DTE Electric eyes coal unit retrofits and retirements

DTE Electric plans to comply with EPA’s Mercury and Air Toxics Standards through completion of air controls on the giant Monroe coal plant, and a combination of activated carbon injection (ACI) and dry sorbent injection (DSI) on several other coal units.

Barry Marietta Jr., employed by DTE Energy Corporate Services LLC as a Supervisor–Emissions Quality, outlined the utility’s air plans in a Sept. 30 filing of a power supply cost recovery plan at the Michigan Public Service Commission. DTE Electric is a unit of DTE Energy (NYSE: DTE).

The Monroe Power Plant will comply with MATS by installing and operating flue gas desulfurization (FGD) and selective catalytic reduction (SCR) systems on all four units by April 2015, which is the initial compliance deadline under MATS. The remaining coal-fired units in operation will comply with MATS emission limitations with a combination of DSI and ACI by April 2016 due to receiving MATS compliance extensions from the Michigan Department of Environmental Quality (MDEQ).

DTE Electric applied for and received one-year extensions to the April 2015 MATS compliance date at its Belle River, St. Clair, River Rouge, and Trenton Channel plants.

Also, the State of Michigan promulgated regulations establishing limits on emissions of mercury from Electric Generating Units that were finalized in 2009 and are known as Michigan Part 15 Air Pollution Control Rules. The specific mercury emission standards are specified in Rule 1503 and require every regulated coal-fired power plant in Michigan to comply with these standards. The state rule has since been modified to coincide with the MATS rule. As long as the MATS rule is in place, the Michigan Rule will defer to the MATS regulations.

DTE Electric currently plans on utilizing ACI technology at Belle River, St. Clair, River Rouge and Trenton Channel. The installation and operation of FGD and SCR on all four Monroe Power Plant units by April 2015 along with Reduced Emission Fuel (REF), which is coal with certain chemical additives that reduce emissions when that coal is burned, will provide compliance with mercury emission limitations.

As for the MATS HCl emission limitations, FGD has been proven to meet the MATS acid gas limits and will be operational on all four Monroe units for MATS compliance. FGD, while an effective acid gas technology, is a technology that requires significant capital investment. This larger capital investment may not be justified on some units in the DTE Electric portfolio, Marrieta noted. DSI is another technology that has been used in the industry primarily to reduce SO3 emissions for some units that burn higher sulfur coals.

The combination of DSI and ACI sorbents injected into the flue gas prior to the existing electrostatic precipitator (ESP) was demonstrated to meet MATS particulate matter (PM) emission limitations. Tests demonstrated that DSI, using either Trona or sodium bicarbonate (SBC), was able to measurably improve the efficiency of the existing ESPs. This increased particulate collection performance, along with some existing ESP and ash handling equipment enhancements, allow the existing ESPs to meet MATS PM emission limitations.

Refined coal helps with emissions needs, DTE Electric says

The consumption of REF at the St. Clair, Belle River, and Monroe power plants is beneficial to DTE Electric’s customers and also helps the company comply with MATS, Marietta wrote. “At coal burning plants with no FGD, such as Belle River and St. Clair power plants, consuming REF will significantly lower [powdered activated carbon] cost to reduce mercury emissions. DTE Electric has conducted tests on those units in 2010 and 2011 demonstrating that while consuming REF, compliance-level mercury removal can be achieved using the lower cost standard PAC rather than the chemically treated [brominated powdered activated carbon]. This is to be expected since one of the components of REF is an effective agent for oxidizing vapor phase mercury. The combination of REF and ACI will not be optimized until permanent ACI systems are installed. Until this combination of systems can be optimized, the exact cost savings (both $/pound for less expensive PAC and lower PAC consumption) cannot be determined. PAC costs, however, will be lower with REF than they would be while operating ACI without REF.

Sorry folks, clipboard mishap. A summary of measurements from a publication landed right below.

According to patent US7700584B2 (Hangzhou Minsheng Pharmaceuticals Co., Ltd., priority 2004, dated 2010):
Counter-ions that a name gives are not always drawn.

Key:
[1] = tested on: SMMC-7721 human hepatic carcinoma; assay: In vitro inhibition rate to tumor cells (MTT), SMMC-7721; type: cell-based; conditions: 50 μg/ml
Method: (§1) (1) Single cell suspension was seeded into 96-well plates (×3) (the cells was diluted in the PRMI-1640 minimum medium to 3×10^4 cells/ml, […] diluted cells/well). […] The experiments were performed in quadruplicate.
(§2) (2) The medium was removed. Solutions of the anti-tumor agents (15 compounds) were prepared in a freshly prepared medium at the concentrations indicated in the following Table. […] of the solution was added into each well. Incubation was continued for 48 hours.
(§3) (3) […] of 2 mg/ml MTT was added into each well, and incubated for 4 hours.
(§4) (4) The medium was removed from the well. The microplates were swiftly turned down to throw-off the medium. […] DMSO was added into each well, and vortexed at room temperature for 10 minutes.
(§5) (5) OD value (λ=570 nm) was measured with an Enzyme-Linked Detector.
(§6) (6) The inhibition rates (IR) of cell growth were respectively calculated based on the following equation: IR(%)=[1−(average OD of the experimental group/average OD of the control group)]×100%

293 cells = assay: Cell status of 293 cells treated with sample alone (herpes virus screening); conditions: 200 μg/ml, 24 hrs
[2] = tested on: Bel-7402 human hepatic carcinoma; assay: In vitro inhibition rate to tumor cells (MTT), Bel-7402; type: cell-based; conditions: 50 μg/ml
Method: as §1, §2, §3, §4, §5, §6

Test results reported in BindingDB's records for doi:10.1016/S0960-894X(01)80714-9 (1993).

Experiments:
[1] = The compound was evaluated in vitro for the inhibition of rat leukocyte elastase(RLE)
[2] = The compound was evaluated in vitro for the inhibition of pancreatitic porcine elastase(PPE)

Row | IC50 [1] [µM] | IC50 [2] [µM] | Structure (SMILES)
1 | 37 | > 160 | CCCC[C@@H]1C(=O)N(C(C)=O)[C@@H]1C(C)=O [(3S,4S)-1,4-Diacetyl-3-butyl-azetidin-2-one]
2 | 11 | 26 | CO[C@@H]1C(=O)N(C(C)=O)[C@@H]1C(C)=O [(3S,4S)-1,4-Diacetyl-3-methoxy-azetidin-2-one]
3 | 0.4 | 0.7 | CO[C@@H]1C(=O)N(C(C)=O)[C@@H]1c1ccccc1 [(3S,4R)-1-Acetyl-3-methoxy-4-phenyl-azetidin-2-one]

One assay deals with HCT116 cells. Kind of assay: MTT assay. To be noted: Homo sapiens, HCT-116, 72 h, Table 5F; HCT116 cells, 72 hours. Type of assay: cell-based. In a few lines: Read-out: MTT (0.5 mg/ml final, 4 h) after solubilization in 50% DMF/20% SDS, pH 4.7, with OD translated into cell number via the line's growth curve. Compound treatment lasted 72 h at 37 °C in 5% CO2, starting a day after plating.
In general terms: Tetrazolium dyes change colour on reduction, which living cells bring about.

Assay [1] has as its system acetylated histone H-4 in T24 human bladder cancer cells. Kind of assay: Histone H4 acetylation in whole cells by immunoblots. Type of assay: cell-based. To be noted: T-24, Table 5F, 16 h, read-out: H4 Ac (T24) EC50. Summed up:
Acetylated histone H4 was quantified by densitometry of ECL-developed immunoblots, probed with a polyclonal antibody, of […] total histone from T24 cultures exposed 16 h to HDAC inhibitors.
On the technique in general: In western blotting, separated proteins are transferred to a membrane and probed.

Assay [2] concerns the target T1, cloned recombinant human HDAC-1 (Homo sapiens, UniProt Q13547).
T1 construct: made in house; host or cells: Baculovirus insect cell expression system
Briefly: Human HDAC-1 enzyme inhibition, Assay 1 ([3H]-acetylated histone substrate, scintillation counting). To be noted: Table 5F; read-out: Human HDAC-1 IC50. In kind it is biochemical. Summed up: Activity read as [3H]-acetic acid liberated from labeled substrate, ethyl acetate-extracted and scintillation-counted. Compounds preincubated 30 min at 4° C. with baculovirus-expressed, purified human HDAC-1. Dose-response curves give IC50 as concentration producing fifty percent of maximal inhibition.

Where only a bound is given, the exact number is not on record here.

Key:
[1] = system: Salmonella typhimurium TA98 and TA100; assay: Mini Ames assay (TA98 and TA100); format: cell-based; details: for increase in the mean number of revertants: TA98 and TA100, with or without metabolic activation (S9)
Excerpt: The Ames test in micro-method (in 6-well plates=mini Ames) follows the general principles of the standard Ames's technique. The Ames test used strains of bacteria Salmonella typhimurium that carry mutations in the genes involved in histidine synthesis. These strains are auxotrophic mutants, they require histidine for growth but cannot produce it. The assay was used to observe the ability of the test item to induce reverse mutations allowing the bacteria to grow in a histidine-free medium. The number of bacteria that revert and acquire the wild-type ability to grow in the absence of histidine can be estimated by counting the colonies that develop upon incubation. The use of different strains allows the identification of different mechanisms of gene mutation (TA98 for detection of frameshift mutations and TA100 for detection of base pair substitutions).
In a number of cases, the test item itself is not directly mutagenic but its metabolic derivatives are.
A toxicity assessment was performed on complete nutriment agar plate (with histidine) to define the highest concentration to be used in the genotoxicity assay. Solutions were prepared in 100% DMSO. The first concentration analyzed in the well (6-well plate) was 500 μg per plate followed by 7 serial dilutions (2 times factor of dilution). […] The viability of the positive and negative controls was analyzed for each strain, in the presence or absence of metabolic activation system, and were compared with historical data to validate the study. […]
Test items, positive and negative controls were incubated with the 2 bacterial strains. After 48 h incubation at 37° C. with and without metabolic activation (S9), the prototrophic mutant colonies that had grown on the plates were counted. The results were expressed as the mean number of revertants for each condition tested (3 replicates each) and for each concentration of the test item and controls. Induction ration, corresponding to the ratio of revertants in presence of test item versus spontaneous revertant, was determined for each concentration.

“At coal burning plants with FGD, such as Monroe Power Plant, the use of REF eliminates the need to install an additional chemical injection system to reduce mercury emissions. One of the components of REF is an effective agent for oxidizing vapor phase mercury, minimizing the amount of vapor phase mercury in the elemental form. Because this same additive is used in REF, the vapor phase mercury entering the FGD is highly oxidized which promotes very effective mercury removal in the Wet FGD. REF removes the need for additional costly additives necessary to achieve full compliance with the MATS mercury standard.

“Additionally, using REF is expected to result in other environmental benefits such as lower emissions of nitrogen oxides (NOx) and sulfur dioxides (SO2). The largest benefit, however, will be realized for mercury control.”

As construction and implementation schedules have been finalized, a timeline for implementing DSI and ACI systems was developed. Along with finalizing this schedule, DTE Electric has committed to operating the systems prior to the MATS  compliance date should the systems be available at that time. This means that several locations will have operational systems in place in 2015.